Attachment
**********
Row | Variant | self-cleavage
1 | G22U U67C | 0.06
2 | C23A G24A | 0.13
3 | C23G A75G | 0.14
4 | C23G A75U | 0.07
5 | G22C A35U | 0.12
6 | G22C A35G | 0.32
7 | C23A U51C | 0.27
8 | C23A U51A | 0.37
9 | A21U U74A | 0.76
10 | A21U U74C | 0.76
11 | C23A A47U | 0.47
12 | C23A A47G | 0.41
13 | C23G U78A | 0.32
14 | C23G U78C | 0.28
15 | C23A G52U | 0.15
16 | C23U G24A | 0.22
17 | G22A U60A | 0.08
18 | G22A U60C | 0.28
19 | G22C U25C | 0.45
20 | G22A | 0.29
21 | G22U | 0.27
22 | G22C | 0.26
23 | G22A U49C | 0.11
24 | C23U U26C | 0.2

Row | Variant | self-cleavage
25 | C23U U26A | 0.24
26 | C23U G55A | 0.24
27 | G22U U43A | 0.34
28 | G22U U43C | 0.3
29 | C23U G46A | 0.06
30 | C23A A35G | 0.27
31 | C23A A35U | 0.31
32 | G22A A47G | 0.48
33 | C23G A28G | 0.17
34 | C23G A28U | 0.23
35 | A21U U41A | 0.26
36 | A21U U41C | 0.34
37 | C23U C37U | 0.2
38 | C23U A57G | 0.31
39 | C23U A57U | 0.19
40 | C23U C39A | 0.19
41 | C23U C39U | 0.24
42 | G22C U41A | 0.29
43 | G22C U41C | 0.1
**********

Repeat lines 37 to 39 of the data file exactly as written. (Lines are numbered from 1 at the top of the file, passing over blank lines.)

35 | A21U U41A | 0.26
36 | A21U U41C | 0.34
37 | C23U C37U | 0.2